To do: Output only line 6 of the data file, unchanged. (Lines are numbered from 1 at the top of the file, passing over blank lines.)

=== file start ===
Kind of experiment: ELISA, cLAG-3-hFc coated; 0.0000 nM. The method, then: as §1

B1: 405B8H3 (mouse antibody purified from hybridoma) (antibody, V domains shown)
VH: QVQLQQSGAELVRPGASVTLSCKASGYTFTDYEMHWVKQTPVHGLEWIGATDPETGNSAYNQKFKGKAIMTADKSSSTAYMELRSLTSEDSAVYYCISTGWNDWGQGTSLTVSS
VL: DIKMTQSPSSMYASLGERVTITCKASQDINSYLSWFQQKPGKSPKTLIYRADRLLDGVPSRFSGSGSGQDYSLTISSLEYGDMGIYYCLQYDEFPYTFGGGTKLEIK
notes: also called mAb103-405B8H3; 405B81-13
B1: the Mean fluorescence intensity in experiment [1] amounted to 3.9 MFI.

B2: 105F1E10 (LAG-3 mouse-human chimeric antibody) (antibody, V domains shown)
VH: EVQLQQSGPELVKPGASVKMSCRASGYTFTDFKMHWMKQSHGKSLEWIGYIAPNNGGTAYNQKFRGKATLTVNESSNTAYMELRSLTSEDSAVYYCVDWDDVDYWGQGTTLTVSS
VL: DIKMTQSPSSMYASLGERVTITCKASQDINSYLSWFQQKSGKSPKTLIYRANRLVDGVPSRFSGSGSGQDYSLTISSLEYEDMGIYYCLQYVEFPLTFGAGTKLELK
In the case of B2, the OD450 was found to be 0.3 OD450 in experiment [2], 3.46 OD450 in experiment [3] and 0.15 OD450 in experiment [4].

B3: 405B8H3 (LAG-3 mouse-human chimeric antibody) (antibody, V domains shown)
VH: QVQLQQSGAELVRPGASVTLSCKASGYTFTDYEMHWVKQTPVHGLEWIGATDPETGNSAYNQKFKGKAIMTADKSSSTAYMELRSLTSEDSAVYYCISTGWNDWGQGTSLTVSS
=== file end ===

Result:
B1: the Mean fluorescence intensity in experiment [1] amounted to 3.9 MFI.